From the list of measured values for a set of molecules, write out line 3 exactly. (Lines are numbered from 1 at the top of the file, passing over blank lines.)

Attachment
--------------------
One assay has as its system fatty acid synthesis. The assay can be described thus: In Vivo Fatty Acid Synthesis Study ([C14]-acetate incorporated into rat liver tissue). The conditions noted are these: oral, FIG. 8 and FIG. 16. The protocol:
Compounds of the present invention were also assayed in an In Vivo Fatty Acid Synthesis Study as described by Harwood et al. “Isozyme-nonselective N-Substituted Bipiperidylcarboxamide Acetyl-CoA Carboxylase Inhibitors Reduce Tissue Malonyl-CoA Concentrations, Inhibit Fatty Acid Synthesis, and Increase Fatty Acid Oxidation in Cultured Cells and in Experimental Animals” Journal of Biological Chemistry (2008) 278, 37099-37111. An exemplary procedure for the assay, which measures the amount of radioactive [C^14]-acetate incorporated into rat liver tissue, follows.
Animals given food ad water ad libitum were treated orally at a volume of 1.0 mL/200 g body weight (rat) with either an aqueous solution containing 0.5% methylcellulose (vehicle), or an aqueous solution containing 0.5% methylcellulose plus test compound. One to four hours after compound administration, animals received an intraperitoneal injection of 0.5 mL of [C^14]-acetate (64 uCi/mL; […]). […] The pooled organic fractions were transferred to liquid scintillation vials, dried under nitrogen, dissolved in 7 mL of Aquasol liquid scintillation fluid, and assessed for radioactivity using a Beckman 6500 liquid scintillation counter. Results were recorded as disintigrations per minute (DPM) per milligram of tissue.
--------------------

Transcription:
Animals given food ad water ad libitum were treated orally at a volume of 1.0 mL/200 g body weight (rat) with either an aqueous solution containing 0.5% methylcellulose (vehicle), or an aqueous solution containing 0.5% methylcellulose plus test compound. One to four hours after compound administration, animals received an intraperitoneal injection of 0.5 mL of [C^14]-acetate (64 uCi/mL; […]). […] The pooled organic fractions were transferred to liquid scintillation vials, dried under nitrogen, dissolved in 7 mL of Aquasol liquid scintillation fluid, and assessed for radioactivity using a Beckman 6500 liquid scintillation counter. Results were recorded as disintigrations per minute (DPM) per milligram of tissue.